The title of the book alludes to the Hindustani (also Carnatic) classical music term of which every Indian is aware. Sitapati’s premise is that the top duo within the pre-Modi BJP had a copybook mutually complementary relationship. But in the latter half of the book, detailing events after 1998 when the BJP came to power at the Centre, he describes how the Vajpayee-Advani relationship became tenuous because ambitions clashed and they disagreed on crucial matters of policy, too. They diverged on crucial intra-party related decisions also, most famously on Modi continuing as Gujarat chief minister after the 2002 riots.
The author’s initial depiction of this complex relationship is uni-dimensional but this is corrected in the end. He establishes how the jugalbandi became disharmonious as Vajpayee kept Advani out of crucial developments, including events that rocked his government, the hijack of IC 814 included, although Advani was the home minister. The emergence of the Prime Minister’s Office coterie around Vajpayee, the frostiness between Brajesh Mishra and Advani are detailed beyond the realms of gossip. The Agra Summit was a major watershed in Indo-Pak ties. Its treatment leaves the reader perplexed about Advani’s role. Was he facilitator or saboteur? Sitapati quotes journalist Karan Thapar establishing how he facilitated Advani’s secret meetings with the Pakistani High Commissioner. The author asserts it was Advani who advised Vajpayee to invite General Pervez Musharraf for a summit. While arguing that no Indian government could have accepted the Pakistani draft of the joint declaration, Sitapati seemingly suggests that the prime minister, on his own, may have conceded, at least partially.
Where I disagree with Sitapati is the portrayal of Modi and Amit Shah and their relationship as the new jugalbandi, for in doing so, Sitapati does not factor in the former’s stature and his pivotal position in establishing the Jana Sangh. In contrast, the latter was not only much more junior but was essentially deputed by the RSS to take charge of the organisation.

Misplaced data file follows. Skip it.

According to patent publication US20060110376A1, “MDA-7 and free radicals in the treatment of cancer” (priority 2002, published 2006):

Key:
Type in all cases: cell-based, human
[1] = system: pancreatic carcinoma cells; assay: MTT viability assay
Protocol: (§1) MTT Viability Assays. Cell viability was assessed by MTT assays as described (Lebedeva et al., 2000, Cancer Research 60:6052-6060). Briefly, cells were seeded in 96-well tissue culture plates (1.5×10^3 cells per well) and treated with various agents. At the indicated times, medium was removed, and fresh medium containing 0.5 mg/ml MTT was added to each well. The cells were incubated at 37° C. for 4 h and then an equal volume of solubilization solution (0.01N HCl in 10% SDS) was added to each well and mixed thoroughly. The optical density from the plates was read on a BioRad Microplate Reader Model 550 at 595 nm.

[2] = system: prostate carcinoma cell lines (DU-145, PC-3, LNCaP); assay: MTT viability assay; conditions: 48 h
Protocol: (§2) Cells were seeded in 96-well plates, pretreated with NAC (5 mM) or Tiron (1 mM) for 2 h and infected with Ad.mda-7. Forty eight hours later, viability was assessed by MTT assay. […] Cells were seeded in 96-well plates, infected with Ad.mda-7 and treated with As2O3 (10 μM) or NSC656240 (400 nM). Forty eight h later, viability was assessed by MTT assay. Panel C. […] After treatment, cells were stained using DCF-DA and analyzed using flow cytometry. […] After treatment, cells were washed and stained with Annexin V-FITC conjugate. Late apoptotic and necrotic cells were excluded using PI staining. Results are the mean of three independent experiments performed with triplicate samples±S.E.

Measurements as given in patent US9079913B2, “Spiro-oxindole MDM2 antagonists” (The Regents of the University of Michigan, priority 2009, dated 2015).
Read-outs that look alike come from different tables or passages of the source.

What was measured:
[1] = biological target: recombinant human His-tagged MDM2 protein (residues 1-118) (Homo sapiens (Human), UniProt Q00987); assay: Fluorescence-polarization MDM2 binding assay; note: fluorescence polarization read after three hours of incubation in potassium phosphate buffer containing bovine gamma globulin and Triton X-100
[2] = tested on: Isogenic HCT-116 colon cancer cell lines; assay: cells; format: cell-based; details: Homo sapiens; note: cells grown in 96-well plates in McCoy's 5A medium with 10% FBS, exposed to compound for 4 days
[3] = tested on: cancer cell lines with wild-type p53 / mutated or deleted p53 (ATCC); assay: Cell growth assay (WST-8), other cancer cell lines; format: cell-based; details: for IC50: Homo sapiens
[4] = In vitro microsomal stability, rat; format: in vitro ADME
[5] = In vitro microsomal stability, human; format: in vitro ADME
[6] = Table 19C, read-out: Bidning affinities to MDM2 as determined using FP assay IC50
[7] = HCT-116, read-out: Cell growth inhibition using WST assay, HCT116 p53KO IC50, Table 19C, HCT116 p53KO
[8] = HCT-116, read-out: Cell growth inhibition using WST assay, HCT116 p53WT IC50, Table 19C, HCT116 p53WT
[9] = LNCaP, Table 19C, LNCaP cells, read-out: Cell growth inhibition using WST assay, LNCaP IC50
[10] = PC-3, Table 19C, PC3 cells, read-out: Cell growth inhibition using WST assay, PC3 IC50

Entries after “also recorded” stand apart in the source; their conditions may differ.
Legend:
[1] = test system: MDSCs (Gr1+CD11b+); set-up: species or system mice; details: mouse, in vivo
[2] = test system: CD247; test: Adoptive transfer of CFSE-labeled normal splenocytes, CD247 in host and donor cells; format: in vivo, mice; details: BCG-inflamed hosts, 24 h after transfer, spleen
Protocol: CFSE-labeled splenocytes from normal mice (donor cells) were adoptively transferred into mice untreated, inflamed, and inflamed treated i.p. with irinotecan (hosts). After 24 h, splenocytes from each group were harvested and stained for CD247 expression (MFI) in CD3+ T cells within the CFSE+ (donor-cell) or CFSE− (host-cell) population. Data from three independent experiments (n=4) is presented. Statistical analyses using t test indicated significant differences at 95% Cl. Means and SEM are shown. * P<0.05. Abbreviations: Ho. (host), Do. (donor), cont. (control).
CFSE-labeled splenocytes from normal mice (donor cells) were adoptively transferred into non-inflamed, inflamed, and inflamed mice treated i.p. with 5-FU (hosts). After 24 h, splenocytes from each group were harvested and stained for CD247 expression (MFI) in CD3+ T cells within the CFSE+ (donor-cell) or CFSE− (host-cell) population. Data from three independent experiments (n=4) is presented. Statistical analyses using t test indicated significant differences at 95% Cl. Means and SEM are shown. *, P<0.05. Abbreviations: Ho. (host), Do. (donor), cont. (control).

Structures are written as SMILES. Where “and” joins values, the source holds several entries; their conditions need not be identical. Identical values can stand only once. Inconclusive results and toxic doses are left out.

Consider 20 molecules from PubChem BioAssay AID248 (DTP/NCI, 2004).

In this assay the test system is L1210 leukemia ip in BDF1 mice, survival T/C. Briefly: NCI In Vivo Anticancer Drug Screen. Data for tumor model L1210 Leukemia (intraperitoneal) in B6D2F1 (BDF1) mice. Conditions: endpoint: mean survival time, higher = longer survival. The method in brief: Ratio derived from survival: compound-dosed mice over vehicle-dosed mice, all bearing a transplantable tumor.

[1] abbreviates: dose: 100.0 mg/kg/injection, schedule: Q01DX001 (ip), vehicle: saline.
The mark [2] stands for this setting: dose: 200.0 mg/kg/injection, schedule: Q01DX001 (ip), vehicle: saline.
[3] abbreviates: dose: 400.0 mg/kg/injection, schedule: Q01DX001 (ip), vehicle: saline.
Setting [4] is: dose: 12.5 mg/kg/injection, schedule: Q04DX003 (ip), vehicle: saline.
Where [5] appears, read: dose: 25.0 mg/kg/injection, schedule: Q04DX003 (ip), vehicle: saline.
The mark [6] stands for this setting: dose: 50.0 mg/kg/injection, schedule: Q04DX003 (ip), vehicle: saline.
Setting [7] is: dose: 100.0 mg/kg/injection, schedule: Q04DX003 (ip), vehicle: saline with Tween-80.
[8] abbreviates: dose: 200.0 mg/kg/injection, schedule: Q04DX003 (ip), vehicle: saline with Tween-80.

The narrative in the book is substantiated by several interviews with significant players with a ringside view of the National Democratic Alliance years as participants and observers as well. Granular details provided by Arun Shourie on how Advani outfoxed Vajpayee to enable Modi to continue as chief minister are important. There are, however, pitfalls in accepting each claim in interviews. For instance, an unnamed journalist, whose testimony appears more than once, repeated an Amit Shah “claim”. The scribe is cited as claiming that Shah told him that he had been in “touch” with Morarji Desai when he was prime minister and discussed the issue of India going nuclear. This claim is possibly exaggerated, for Shah would have barely been a teenager when Desai was at the helm and it is hard to believe such an exchange.
Sitapati also reveals that Nusli Wadia was an early Jana Sangh funder and continued financing the BJP till 2004. Much is, however, needlessly made of Wadia’s Jinnah “connection”, possibly a hangover of Sitapati’s previous avatar as a journalist. This raised hopes that Sitapati would examine the corporate funding of the BJP that increasingly came its way from the 1990s. Likewise, besides the top two, the roles of several other leaders could have been explored, especially that of Pramod Mahajan, bridge to the corporate world from the late 1980s, and Ved Prakash Goyal, who held the party purse for years. That apart, Sitapati’s is a worthy contribution and adds to the available literature on the pre-Modi BJP.
included Narendra Modi: The Man, the Times and The RSS: Icons of the Indian Right